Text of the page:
It’s really a tough approach to make work, because it means the developers (and the security team) only find out about security problems after the software is pretty much ready to ship. This approach, at best, makes it difficult and expensive to correct errors and increases pressure to “ship now and accept the risk.” In this model, you say you’ll correct the security bugs in the next release – and hope no vulnerability researcher discovers them, and no bad guy exploits them, in the meantime. Not good for product or customer security. Not good for corporate reputation either. And this situation can be bad for developer morale too. I remember back before we created the SDL when the Seattle Times published big front-page headlines after the discovery of vulnerabilities in a new operating system version. My security team was unhappy, but the development staff had a lot of pride in the company, and you can believe they noticed the headlines too!

I’m not saying that the only way for a software security program to work is for the software security team to be part of the development organization. But I am saying that a successful software security team has to understand the way the development organization works, work cooperatively with the development organization, and focus on enabling them to build secure software as part of their task of building software. This is why I keep coming back to Conway’s Law. A lot of software development is about communications. How the different organizations within a company developing software communicate is a key factor in the successful creation of new secure products.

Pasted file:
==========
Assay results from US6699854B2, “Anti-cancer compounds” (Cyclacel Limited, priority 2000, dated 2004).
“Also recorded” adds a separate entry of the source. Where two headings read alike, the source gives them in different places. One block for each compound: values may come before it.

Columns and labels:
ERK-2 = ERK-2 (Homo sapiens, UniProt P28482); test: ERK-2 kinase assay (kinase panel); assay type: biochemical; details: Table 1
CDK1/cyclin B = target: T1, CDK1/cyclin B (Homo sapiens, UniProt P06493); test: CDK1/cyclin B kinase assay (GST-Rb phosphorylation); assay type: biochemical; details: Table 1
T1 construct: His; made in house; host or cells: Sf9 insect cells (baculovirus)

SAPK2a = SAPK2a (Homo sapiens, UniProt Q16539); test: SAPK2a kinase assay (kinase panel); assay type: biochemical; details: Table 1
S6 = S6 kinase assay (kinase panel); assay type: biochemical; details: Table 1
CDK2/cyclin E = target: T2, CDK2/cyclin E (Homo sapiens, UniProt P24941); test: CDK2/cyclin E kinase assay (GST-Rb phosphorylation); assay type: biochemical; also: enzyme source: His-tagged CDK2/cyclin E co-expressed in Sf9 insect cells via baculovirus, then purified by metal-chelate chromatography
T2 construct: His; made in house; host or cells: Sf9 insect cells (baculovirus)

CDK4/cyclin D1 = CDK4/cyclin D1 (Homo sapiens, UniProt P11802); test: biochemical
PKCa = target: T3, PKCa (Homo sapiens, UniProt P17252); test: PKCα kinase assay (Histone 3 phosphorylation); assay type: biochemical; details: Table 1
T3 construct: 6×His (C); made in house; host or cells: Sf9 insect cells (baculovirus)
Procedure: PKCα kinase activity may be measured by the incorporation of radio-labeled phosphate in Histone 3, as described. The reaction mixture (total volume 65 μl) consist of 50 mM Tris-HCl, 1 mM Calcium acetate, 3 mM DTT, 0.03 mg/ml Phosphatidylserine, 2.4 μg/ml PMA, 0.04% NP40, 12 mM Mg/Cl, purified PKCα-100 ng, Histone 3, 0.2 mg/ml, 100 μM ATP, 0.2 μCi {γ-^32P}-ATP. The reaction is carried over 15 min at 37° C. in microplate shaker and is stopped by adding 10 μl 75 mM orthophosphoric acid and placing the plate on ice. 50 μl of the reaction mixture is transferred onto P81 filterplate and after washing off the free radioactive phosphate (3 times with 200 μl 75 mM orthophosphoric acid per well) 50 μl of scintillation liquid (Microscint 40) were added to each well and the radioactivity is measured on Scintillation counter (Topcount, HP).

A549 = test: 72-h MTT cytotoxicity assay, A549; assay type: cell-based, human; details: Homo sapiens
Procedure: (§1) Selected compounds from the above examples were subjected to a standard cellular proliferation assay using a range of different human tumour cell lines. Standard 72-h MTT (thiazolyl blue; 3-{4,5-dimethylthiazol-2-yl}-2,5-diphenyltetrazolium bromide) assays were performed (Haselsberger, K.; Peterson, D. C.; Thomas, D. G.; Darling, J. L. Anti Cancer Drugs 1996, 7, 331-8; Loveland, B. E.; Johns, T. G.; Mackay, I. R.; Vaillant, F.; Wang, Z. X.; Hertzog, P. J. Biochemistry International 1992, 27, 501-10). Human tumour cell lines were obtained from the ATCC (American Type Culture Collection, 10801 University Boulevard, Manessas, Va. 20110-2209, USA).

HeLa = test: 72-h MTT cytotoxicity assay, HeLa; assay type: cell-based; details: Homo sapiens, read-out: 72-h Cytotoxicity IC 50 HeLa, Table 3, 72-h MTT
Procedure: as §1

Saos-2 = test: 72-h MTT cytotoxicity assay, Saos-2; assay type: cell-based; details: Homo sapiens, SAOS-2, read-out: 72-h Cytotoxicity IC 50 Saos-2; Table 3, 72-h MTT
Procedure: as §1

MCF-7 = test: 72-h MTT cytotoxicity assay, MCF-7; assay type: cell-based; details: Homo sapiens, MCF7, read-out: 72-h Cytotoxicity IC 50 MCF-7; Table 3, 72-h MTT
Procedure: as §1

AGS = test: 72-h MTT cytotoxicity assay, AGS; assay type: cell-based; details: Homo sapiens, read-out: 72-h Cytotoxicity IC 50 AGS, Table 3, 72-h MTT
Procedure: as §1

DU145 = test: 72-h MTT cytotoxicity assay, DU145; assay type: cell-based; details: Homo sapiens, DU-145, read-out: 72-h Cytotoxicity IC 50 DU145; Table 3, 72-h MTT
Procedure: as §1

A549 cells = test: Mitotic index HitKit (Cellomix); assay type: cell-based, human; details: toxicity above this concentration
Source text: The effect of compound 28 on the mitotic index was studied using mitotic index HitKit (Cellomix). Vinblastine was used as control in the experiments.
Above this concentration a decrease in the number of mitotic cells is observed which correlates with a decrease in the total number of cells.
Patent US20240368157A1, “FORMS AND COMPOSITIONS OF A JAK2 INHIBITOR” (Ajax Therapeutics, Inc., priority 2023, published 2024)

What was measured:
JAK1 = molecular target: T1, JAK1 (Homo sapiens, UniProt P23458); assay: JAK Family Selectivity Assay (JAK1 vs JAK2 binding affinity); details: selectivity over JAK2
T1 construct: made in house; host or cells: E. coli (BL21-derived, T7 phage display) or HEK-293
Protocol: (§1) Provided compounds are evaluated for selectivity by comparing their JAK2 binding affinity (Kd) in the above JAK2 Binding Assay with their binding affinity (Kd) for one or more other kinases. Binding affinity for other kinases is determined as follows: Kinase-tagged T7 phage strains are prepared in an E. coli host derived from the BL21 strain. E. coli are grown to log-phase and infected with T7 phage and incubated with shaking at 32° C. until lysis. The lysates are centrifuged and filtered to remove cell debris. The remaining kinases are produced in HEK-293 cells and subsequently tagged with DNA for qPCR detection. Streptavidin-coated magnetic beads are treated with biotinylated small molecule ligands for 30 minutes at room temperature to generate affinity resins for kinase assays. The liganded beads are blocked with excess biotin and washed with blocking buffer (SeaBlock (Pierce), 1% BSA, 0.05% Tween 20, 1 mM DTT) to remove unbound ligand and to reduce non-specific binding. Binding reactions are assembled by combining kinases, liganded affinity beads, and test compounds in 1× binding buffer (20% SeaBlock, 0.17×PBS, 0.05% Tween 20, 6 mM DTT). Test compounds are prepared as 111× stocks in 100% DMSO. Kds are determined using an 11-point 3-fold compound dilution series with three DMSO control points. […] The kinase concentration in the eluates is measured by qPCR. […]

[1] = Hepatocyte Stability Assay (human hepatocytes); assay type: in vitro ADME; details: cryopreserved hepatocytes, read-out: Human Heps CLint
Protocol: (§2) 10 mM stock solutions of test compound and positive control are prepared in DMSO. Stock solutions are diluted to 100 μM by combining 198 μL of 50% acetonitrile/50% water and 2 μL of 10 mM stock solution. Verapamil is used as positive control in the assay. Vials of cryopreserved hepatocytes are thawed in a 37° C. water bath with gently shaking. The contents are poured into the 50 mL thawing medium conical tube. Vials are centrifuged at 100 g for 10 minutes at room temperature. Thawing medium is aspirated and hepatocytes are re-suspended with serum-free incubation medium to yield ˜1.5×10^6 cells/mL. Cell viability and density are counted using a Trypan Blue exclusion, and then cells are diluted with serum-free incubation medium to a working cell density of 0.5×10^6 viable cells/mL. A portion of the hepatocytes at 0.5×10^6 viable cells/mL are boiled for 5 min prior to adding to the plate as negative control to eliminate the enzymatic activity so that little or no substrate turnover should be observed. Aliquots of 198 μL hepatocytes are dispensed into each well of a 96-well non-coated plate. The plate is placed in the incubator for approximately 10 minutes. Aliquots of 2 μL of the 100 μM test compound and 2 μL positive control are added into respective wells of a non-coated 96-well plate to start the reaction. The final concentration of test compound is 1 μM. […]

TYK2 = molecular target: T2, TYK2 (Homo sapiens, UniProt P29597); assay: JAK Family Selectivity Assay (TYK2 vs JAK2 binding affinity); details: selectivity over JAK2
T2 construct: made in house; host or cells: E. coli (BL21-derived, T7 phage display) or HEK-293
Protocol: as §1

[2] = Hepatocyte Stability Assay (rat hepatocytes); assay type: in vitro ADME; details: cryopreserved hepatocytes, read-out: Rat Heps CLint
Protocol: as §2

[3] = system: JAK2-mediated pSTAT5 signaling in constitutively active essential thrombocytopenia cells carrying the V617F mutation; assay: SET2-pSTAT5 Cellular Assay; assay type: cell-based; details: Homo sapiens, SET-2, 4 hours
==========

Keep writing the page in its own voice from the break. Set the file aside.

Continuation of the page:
That focus on enablement implies a commitment to training, tools and guidance for the developers as well as an approach to compliance that relies on artifacts of the development process rather than after-the-fact effort. Especially today, with development teams using agile or devops approaches and feeling pressure to ship in hours or days rather than months or years, that’s really the only way software security can work effectively for an organization.